Holgorsen was on 11 other staffs that played in bowl games and his teams at Texas Tech, Houston and Oklahoma State were 7-4. He's been a part of seven wins in his last nine postseason games.
"I've been to some pretty good ones, but everyone I talk to across the country, whether they've been to this one or not, says this is one of the most anticipated games of the whole bowl season due to the fact they've been playing the game here since 1935 for national championships and in games I grew up watching," Holgorsen said.
"This is a pretty big experience. I can tell there's going to be a festive environment right now with all these guys in orange coats. They want to make sure everyone has a good time."
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Holgorsen said he spent his break in Houston and other parts of Texas and Louisiana "just hanging out," but rounded up his three children Wednesday and traveled here. The entire team arrived Thursday with most greeted at Miami International Airport by a welcome party and a brief press conference. Players from nearby who didn't need to fly here met the team later in the day.
Holgorsen said there were no surprise absences and the only players not with the team were Division I transfers who sat out this season and freshman running back Vernard Roberts, who is academically ineligible. Holgorsen called Roberts a "reserve, backup guy of little importance," which would seem to cast doubt over his future with the team. His twin brother, Vance, was a cornerback who left the team earlier this season.
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WVU will do a lot of driving on the trip. Their hotel is 12 miles and about 20 minutes without traffic from where they practice. The hotel is 30 miles and at least 45 minutes from the Marriott where the press conferences will be held. The Brazilian steakhouse is 15 minutes from the team hotel and the children's hospital is 20 miles and at least 30 minutes from the team hotel. The game is 15 miles and at least 25 minutes from the team hotel.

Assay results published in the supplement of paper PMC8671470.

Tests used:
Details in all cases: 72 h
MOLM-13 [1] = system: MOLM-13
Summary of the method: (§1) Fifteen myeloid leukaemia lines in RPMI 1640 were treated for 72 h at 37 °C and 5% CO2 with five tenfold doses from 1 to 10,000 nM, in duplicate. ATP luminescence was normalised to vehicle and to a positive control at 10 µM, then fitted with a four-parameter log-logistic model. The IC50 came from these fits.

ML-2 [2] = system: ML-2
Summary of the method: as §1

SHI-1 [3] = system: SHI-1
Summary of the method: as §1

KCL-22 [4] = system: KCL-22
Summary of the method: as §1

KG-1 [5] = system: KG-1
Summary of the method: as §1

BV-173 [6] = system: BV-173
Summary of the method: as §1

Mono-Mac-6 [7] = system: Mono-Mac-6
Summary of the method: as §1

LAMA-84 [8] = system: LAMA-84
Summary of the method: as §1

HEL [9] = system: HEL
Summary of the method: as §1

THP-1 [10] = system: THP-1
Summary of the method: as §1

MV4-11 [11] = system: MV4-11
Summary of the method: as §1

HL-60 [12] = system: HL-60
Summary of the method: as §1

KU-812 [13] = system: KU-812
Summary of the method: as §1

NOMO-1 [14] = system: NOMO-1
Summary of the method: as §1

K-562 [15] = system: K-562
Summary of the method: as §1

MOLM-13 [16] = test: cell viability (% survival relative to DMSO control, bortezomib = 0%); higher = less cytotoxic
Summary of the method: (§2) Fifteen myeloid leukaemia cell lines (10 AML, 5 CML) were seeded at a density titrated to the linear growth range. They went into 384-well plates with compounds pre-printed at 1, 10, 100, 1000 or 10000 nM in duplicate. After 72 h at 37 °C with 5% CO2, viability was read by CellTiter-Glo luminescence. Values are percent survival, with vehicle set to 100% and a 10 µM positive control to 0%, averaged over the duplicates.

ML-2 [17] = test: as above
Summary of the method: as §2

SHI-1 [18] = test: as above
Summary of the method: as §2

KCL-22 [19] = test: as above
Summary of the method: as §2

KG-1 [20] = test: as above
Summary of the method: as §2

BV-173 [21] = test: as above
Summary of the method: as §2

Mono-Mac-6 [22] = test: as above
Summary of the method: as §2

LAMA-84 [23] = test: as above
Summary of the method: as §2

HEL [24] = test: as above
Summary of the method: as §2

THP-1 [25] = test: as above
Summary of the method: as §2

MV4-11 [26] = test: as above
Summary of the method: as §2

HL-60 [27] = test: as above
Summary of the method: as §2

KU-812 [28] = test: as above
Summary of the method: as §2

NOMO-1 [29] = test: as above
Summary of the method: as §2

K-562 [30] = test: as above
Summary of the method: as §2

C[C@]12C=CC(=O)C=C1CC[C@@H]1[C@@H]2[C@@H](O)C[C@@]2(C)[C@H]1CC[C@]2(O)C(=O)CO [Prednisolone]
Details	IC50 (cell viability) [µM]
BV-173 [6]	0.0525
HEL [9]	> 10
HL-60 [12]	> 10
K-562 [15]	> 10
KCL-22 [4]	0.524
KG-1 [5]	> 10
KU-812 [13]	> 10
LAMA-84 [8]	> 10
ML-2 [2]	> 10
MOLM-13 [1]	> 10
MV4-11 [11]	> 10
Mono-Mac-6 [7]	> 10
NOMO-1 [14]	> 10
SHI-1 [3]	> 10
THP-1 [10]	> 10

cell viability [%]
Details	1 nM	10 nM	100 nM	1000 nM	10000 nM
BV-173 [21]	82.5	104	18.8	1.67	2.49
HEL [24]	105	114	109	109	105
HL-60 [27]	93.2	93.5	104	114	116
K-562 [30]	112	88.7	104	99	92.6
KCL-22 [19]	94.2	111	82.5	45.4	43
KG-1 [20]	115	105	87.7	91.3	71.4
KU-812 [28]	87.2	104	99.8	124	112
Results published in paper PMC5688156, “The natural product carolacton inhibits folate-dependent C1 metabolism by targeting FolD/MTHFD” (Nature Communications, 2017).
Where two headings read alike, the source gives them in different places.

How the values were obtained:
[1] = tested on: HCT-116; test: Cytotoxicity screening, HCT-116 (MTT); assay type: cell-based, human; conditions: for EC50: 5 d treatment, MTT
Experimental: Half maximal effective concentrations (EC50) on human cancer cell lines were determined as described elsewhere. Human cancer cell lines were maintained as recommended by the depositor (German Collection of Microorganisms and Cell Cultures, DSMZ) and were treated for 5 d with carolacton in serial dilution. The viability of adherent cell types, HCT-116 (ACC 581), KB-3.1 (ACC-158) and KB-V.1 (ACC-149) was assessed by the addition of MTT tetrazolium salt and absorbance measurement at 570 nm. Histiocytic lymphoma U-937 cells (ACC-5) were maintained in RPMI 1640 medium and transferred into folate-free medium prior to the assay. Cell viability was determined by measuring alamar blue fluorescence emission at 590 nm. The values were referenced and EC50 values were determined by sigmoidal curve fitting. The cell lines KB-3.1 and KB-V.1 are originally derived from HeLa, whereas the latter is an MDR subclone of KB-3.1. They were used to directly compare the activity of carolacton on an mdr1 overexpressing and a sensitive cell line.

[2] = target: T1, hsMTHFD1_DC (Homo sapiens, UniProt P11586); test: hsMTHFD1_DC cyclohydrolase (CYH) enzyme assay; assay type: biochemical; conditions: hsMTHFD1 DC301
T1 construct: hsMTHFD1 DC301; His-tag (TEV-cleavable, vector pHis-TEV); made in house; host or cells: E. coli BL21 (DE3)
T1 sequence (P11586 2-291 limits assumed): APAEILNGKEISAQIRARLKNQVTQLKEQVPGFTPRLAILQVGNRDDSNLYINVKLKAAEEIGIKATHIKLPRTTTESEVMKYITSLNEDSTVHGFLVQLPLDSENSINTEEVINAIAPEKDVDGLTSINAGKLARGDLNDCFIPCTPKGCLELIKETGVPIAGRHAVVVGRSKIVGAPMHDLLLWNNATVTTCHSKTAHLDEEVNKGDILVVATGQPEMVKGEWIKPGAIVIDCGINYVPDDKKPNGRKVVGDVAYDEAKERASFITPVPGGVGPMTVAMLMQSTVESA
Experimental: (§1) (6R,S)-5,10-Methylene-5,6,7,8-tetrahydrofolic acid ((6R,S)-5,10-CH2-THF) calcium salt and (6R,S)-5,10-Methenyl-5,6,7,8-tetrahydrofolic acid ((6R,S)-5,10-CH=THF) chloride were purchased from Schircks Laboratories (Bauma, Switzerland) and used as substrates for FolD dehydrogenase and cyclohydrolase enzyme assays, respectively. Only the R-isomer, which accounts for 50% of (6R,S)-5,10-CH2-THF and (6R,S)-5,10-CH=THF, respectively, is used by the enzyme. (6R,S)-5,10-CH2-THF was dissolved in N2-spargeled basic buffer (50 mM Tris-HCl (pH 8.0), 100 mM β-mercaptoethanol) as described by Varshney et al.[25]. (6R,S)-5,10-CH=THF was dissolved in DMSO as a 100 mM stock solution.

The Mountaineers will travel in style, though. They were taken from the airport Thursday by six charter buses. Two were WVU-themed and featured action shots of fullback Matt Lindamood, receiver Devon Brown, long snapper Cody Nutter, defensive end Bruce Irvin, receiver Ivan McCartney and linebacker Taige Redman.
Holgorsen all the time spent traveling in those buses make for pretty good advertisements for a school that heavily recruits this area.
"The exposure in South Florida is big," Holgorsen said. "Obviously this is a big recruiting base for us. We've got at least a dozen kids from this area and we're recruiting probably another dozen kids we want to be Mountaineers.
"That's big for us, but the overall aspect of being in a BCS game in the Orange Bowl, which dates back to 1935 and has a tremendous amount of exposure on national TV and with as many good games as they've had through the last 80-some years, that stuff can only help. That kind of exposure from a national standpoint is as important as anything else in recruiting."
Contact sportswriter Mike Casazza at email@example.com or 304-319-1142. His blog is at blogs.dailymail.com/wvu.